I'm having trouble understanding why this fact is true. A lot of sites just assume it with out reason and it doesn't seem so direct to me.

Anyways, here is the theorem:

For any topological space $(X,T)$ with finite number of components, each component is clopen.

I only know the most basic definitions of components, basically that it is a maximal connected subset around a point.

Any help is appreciated.

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    $\begingroup$ Each component is closed. Hence, the complement of each component is open. But each component is itself a finite intersection of complements of components, hence is also open. $\endgroup$ – wckronholm Dec 5 '14 at 5:35
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    $\begingroup$ You should write that as an answer, it's exactly what OP is looking for, and that way it can be upvoted more substantially, and be accepted as an answer. $\endgroup$ – Alfred Yerger Dec 5 '14 at 7:03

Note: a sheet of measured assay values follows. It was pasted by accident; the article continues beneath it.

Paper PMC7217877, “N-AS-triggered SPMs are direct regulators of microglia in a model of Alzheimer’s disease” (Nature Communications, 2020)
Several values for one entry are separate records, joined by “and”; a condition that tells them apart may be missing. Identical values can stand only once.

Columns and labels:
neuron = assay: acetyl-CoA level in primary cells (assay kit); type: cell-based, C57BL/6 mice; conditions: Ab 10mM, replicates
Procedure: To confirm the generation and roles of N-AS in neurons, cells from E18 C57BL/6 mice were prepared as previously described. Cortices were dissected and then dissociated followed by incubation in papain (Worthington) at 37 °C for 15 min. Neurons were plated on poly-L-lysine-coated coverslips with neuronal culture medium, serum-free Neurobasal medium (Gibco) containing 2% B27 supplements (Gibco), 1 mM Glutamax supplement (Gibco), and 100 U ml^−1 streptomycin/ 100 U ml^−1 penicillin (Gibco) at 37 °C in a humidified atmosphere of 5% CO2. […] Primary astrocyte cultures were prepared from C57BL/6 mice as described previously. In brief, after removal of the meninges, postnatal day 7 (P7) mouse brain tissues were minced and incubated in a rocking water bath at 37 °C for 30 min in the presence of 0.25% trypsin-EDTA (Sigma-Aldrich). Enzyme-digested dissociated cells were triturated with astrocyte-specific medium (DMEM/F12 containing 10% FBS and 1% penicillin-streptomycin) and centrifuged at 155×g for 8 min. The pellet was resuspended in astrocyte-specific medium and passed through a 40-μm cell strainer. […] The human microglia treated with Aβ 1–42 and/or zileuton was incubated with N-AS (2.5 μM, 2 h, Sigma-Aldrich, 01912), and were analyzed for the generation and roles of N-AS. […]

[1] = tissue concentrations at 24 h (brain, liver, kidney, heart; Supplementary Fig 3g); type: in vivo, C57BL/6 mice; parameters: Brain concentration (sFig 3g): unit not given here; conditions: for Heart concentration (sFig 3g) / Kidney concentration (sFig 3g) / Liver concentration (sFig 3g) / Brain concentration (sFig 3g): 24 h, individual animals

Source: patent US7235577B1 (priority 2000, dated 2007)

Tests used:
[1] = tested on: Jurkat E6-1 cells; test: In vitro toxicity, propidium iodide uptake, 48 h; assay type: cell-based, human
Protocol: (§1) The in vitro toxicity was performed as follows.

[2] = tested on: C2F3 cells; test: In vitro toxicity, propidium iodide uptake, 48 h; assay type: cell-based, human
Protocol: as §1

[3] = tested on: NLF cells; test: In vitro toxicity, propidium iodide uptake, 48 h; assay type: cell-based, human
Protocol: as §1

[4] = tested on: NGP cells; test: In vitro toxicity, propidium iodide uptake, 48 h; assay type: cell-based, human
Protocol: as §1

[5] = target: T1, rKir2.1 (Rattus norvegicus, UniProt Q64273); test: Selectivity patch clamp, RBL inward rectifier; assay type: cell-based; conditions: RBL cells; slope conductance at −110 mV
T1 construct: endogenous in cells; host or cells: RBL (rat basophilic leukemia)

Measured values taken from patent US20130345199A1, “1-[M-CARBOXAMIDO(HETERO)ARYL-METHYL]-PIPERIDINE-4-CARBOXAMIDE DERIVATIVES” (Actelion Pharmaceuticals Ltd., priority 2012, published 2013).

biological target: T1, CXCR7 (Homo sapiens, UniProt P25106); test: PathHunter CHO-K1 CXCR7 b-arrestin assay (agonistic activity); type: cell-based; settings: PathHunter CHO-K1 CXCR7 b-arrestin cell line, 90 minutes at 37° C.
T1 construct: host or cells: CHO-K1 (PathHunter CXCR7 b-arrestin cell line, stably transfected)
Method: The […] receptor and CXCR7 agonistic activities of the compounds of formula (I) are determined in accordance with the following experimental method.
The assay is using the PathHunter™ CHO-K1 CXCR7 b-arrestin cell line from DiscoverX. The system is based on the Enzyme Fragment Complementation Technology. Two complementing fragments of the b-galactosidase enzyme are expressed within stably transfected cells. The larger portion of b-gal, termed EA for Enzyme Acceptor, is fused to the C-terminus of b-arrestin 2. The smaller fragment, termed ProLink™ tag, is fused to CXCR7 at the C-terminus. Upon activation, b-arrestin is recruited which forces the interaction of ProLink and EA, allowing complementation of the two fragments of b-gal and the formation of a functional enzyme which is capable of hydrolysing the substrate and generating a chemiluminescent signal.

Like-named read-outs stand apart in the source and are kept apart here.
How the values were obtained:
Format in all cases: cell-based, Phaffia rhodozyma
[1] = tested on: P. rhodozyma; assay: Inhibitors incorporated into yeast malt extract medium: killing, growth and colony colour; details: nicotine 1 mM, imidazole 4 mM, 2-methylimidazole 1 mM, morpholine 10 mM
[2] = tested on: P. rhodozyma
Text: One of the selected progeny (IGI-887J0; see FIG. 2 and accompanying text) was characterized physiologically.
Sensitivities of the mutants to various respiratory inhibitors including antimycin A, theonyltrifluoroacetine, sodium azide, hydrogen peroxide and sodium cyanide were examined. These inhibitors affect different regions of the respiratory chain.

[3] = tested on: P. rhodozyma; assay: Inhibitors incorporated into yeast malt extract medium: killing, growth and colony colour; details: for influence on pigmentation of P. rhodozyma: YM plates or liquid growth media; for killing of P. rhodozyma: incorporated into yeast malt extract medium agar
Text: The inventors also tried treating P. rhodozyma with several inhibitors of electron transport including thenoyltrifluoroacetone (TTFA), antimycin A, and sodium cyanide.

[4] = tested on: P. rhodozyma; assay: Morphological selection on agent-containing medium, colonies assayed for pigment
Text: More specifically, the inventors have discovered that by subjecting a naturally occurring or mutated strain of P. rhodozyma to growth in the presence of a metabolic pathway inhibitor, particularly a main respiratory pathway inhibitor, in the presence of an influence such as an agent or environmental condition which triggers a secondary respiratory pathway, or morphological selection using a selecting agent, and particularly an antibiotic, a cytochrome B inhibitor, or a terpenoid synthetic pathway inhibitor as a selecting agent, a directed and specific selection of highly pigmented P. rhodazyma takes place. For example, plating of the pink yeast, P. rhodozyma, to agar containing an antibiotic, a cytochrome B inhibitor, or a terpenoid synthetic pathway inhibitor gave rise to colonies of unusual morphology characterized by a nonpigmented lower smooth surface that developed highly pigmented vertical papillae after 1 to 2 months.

A connected component $C$ of a space $X$ is always closed. This follows from the following fact:

Lemma: If $A$ is a connected subset of a topological space $X$, and $A\subseteq B\subseteq \overline A$, then $B$ is connected as well.

Now if $X$ has only finitely many components, then each component is complement of finitely many closed sets.


A minor variant: since the connected components of $X$ form a partition of $X$ and there is by assumption a finite number of them we can write $X=C_1\cup \cdots\cup C_n$. Since e.g. $C_1$ is closed, $X\setminus C_1= C_2\cup\cdots\cup C_n$ is open. On the other hand since each $C_i$ is closed the finite union (and this is what goes wrong for an infinite number of connected components) of closed sets $C_2\cup\cdots\cup C_n$ is closed. Hence $C_1$ is open as well. So we proved that $C_1$ is both closed and open, but this clearly works for any of the connected components $C_i$.


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